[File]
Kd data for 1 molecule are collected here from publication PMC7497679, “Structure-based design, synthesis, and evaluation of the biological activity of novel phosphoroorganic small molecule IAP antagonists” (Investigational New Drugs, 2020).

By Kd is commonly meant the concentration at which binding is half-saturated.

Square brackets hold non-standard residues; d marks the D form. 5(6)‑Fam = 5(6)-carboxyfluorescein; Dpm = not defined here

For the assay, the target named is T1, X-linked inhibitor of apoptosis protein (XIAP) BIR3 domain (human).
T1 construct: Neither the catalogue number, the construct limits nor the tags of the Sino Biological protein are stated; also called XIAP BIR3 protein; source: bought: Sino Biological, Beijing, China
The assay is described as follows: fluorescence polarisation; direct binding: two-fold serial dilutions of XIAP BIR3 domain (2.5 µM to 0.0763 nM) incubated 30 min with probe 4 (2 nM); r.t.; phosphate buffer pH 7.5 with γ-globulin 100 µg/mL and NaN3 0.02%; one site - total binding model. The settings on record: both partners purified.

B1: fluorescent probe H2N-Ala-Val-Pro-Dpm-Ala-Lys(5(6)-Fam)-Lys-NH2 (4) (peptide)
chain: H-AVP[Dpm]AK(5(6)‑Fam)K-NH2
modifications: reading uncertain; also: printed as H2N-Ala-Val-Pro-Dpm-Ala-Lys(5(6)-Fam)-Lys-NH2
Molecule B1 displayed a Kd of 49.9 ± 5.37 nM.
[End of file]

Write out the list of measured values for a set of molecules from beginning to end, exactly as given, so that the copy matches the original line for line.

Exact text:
Kd data for 1 molecule are collected here from publication PMC7497679, “Structure-based design, synthesis, and evaluation of the biological activity of novel phosphoroorganic small molecule IAP antagonists” (Investigational New Drugs, 2020).

By Kd is commonly meant the concentration at which binding is half-saturated.

Square brackets hold non-standard residues; d marks the D form. 5(6)‑Fam = 5(6)-carboxyfluorescein; Dpm = not defined here

For the assay, the target named is T1, X-linked inhibitor of apoptosis protein (XIAP) BIR3 domain (human).
T1 construct: Neither the catalogue number, the construct limits nor the tags of the Sino Biological protein are stated; also called XIAP BIR3 protein; source: bought: Sino Biological, Beijing, China
The assay is described as follows: fluorescence polarisation; direct binding: two-fold serial dilutions of XIAP BIR3 domain (2.5 µM to 0.0763 nM) incubated 30 min with probe 4 (2 nM); r.t.; phosphate buffer pH 7.5 with γ-globulin 100 µg/mL and NaN3 0.02%; one site - total binding model. The settings on record: both partners purified.

B1: fluorescent probe H2N-Ala-Val-Pro-Dpm-Ala-Lys(5(6)-Fam)-Lys-NH2 (4) (peptide)
chain: H-AVP[Dpm]AK(5(6)‑Fam)K-NH2
modifications: reading uncertain; also: printed as H2N-Ala-Val-Pro-Dpm-Ala-Lys(5(6)-Fam)-Lys-NH2
Molecule B1 displayed a Kd of 49.9 ± 5.37 nM.